Cutting Through The Noise: EIA’s Take on International Progress to Reduce Underwater Noise in Commercial Shipping

Recently, EIA attended the Ship Design and Construction Sub-Committee (SDC 9) meeting of the International Maritime Organization (IMO) in London. The IMO is where countries meet to agree on regulatory frameworks to, among other things, minimize the environmental impacts of shipping. EIA has been participating in IMO meetings for nearly eight years. We worked together with partners to secure a ban on heavy fuel oil use in Arctic waters and our UK office is pursuing new IMO policy for reducing “ghost fishing gear,” a major source of marine plastic pollution. At SDC 9, our work was focused on progressing policies to reduce underwater radiated noise (URN) from commercial shipping.

URN from commercial ships can negatively impact critical life functions of marine mammals. Since sound is the lifeline for marine mammals (i.e. to locate prey, find mates, and to navigate), reducing harmful URN from ships is essential for their survival. And as the global shipping sector continues to grow and move into new areas such as the Arctic, URN is only going to increase, thus further impacting already vulnerable populations.

The last time IMO examined the issue of underwater noise was in the mid 2010s. This effort resulted in the adoption of the 2014 Guidelines for the Reduction of Underwater Noise from Commercial Shipping to Address Adverse Impacts on Marine Life. Unfortunately, there has been essentially zero implementation of these guidelines because they are entirely voluntary. That is why in 2021 IMO member states agreed to “commence further work on underwater noise from ships” and then last year to review and fully revise the 2014 guidelines and identify next steps to reduce underwater noise from ships.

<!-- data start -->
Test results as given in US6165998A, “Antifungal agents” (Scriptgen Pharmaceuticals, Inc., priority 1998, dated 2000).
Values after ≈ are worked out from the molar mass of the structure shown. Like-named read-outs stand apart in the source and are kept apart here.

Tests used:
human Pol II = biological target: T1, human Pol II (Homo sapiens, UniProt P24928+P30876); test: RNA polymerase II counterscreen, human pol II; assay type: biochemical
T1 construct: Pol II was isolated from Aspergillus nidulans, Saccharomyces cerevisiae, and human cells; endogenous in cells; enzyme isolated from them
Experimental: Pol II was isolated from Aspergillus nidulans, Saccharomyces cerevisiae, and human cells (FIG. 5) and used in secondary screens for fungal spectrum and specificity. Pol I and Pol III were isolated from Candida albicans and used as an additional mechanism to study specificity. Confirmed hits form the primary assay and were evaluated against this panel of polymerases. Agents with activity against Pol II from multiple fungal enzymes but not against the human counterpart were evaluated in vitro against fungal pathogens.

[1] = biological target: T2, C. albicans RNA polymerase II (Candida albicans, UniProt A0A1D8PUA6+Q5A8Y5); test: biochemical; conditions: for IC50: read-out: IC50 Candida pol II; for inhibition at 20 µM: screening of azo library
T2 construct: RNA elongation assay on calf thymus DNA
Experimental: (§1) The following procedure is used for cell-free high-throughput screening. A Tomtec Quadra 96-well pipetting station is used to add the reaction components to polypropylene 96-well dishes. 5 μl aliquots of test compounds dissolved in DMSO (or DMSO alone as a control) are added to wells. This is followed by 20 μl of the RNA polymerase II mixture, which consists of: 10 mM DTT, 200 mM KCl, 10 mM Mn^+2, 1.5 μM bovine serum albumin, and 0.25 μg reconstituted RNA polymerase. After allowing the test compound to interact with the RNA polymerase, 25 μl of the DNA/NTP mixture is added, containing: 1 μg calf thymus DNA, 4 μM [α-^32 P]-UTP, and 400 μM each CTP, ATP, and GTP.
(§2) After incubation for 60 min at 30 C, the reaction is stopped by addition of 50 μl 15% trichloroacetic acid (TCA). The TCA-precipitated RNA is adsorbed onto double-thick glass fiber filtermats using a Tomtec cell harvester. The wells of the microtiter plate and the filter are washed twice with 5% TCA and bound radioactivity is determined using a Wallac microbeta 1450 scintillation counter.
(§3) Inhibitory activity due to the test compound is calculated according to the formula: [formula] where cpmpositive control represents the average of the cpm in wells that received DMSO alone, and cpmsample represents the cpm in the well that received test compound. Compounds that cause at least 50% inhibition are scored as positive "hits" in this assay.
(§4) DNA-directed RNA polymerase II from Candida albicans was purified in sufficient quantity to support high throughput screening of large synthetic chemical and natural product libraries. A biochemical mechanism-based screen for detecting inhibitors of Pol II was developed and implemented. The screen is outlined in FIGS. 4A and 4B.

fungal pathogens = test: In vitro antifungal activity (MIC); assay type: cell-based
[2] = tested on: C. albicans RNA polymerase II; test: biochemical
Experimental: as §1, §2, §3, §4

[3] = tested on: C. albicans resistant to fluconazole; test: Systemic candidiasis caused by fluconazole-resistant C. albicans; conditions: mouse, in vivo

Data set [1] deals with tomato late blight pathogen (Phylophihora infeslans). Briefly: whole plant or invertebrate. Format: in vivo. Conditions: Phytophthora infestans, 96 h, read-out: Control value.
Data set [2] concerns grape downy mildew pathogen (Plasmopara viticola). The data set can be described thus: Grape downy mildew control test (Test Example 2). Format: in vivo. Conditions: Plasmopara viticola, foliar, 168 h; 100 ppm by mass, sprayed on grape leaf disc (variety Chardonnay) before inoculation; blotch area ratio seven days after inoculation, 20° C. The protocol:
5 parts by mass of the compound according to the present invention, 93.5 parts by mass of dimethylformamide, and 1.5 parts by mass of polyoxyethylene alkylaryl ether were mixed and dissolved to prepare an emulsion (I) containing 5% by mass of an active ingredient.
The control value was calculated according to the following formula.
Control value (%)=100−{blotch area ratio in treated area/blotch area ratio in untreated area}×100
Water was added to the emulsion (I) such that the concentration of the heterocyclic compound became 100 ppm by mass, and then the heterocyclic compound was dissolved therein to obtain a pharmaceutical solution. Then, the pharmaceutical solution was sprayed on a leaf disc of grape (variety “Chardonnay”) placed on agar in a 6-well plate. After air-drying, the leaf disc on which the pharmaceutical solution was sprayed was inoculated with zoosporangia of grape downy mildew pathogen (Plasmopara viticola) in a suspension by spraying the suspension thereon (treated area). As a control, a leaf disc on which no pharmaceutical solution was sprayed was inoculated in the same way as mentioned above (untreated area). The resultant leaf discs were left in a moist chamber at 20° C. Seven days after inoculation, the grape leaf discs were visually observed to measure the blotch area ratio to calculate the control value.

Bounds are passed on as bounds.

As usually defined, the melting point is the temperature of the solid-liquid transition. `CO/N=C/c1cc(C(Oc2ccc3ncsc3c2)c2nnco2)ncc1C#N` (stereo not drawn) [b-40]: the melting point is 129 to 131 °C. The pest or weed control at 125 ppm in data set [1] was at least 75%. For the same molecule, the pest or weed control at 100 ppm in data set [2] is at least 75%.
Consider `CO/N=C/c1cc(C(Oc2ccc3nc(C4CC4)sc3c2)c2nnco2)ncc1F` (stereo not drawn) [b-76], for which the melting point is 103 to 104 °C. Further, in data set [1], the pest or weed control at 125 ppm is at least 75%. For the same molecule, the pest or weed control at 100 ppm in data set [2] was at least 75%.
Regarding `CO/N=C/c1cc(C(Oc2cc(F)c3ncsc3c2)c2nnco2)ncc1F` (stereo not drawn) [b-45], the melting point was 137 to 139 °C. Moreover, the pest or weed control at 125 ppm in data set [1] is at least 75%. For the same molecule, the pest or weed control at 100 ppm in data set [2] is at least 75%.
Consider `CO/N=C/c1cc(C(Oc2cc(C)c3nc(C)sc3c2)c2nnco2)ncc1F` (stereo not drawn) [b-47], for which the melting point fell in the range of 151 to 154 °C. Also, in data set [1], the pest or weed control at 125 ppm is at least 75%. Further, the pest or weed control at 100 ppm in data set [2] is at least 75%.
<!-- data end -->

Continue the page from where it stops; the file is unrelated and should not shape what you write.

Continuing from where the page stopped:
Going into the meeting we knew that member state delegates, the various commercial shipping and supplier industry trade groups, and NGOs would have to work hard to complete the task of finalizing the guidelines and identifying next steps. After a long, often intense, four days of detailed line-by-line review, the Working Group successfully produced a fully finalized set of revised guidelines, which will be submitted to SDC’s parent committee (MEPC – Marine Environment Protection Committee) for formal adoption later this summer. Unfortunately, the working group was unable to discuss next steps.

Overall, revision of the guidelines represents a positive step for all parties involved. The guidelines remain voluntary but were significantly improved. For example, they now include guidance on the creation of noise management plans for ships as well as a framework for the development of noise thresholds. The onus is now on industry to implement the revised guidelines. Slow-steaming through areas of sensitive marine life and the establishment of noise thresholds within the design and construction phase of new ships are specific areas of focus where industry can become key partners in advancing environmentally-friendly shipping practices.

Despite this progress, the critically important discussion of next steps and development of a program of action to reduce underwater noise will have to be addressed a year from now at SDC 10.  It is essential that mandatory noise reduction policies are considered as a next step. While much work remains to be done, EIA is optimistic that a path has been effectively laid for a future where the global shipping sector can adapt to a more energy efficient and quieter operational approach that has the positive co-benefits of reducing greenhouse gas emissions while at the same time protecting vulnerable marine mammals from harmful underwater noise.